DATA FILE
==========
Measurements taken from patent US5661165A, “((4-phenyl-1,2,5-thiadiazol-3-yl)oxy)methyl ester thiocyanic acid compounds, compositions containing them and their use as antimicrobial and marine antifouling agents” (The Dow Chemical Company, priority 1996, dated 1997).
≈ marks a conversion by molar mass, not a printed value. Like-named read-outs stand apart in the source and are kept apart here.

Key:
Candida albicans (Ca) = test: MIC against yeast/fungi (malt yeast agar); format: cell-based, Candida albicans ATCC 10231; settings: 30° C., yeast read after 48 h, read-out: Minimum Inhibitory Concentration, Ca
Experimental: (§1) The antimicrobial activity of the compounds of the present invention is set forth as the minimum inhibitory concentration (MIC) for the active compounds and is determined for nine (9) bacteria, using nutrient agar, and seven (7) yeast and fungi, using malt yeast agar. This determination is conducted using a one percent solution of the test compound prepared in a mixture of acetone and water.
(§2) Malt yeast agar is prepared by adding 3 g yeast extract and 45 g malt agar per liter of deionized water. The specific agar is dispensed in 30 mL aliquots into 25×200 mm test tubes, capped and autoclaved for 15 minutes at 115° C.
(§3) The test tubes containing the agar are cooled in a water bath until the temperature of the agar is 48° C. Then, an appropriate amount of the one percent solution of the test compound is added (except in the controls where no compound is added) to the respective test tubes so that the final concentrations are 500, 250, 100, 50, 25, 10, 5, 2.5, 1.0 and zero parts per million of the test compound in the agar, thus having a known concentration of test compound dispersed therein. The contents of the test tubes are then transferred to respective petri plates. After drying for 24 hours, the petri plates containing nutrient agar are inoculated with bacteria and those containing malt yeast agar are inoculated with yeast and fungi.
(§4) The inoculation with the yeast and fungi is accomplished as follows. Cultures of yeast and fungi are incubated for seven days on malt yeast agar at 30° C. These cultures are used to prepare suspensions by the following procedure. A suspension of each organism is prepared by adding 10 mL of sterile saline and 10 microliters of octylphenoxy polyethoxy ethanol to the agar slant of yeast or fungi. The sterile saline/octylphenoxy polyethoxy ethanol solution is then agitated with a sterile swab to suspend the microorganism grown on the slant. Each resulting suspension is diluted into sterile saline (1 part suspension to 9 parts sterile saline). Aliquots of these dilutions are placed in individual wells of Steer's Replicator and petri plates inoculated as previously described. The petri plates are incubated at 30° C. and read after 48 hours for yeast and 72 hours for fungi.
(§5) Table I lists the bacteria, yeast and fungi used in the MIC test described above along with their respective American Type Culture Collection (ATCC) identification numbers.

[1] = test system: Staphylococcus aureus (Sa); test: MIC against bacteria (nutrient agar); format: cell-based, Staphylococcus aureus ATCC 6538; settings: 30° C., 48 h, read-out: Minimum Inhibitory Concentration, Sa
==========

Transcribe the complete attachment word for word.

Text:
Measurements taken from patent US5661165A, “((4-phenyl-1,2,5-thiadiazol-3-yl)oxy)methyl ester thiocyanic acid compounds, compositions containing them and their use as antimicrobial and marine antifouling agents” (The Dow Chemical Company, priority 1996, dated 1997).
≈ marks a conversion by molar mass, not a printed value. Like-named read-outs stand apart in the source and are kept apart here.

Key:
Candida albicans (Ca) = test: MIC against yeast/fungi (malt yeast agar); format: cell-based, Candida albicans ATCC 10231; settings: 30° C., yeast read after 48 h, read-out: Minimum Inhibitory Concentration, Ca
Experimental: (§1) The antimicrobial activity of the compounds of the present invention is set forth as the minimum inhibitory concentration (MIC) for the active compounds and is determined for nine (9) bacteria, using nutrient agar, and seven (7) yeast and fungi, using malt yeast agar. This determination is conducted using a one percent solution of the test compound prepared in a mixture of acetone and water.
(§2) Malt yeast agar is prepared by adding 3 g yeast extract and 45 g malt agar per liter of deionized water. The specific agar is dispensed in 30 mL aliquots into 25×200 mm test tubes, capped and autoclaved for 15 minutes at 115° C.
(§3) The test tubes containing the agar are cooled in a water bath until the temperature of the agar is 48° C. Then, an appropriate amount of the one percent solution of the test compound is added (except in the controls where no compound is added) to the respective test tubes so that the final concentrations are 500, 250, 100, 50, 25, 10, 5, 2.5, 1.0 and zero parts per million of the test compound in the agar, thus having a known concentration of test compound dispersed therein. The contents of the test tubes are then transferred to respective petri plates. After drying for 24 hours, the petri plates containing nutrient agar are inoculated with bacteria and those containing malt yeast agar are inoculated with yeast and fungi.
(§4) The inoculation with the yeast and fungi is accomplished as follows. Cultures of yeast and fungi are incubated for seven days on malt yeast agar at 30° C. These cultures are used to prepare suspensions by the following procedure. A suspension of each organism is prepared by adding 10 mL of sterile saline and 10 microliters of octylphenoxy polyethoxy ethanol to the agar slant of yeast or fungi. The sterile saline/octylphenoxy polyethoxy ethanol solution is then agitated with a sterile swab to suspend the microorganism grown on the slant. Each resulting suspension is diluted into sterile saline (1 part suspension to 9 parts sterile saline). Aliquots of these dilutions are placed in individual wells of Steer's Replicator and petri plates inoculated as previously described. The petri plates are incubated at 30° C. and read after 48 hours for yeast and 72 hours for fungi.
(§5) Table I lists the bacteria, yeast and fungi used in the MIC test described above along with their respective American Type Culture Collection (ATCC) identification numbers.

[1] = test system: Staphylococcus aureus (Sa); test: MIC against bacteria (nutrient agar); format: cell-based, Staphylococcus aureus ATCC 6538; settings: 30° C., 48 h, read-out: Minimum Inhibitory Concentration, Sa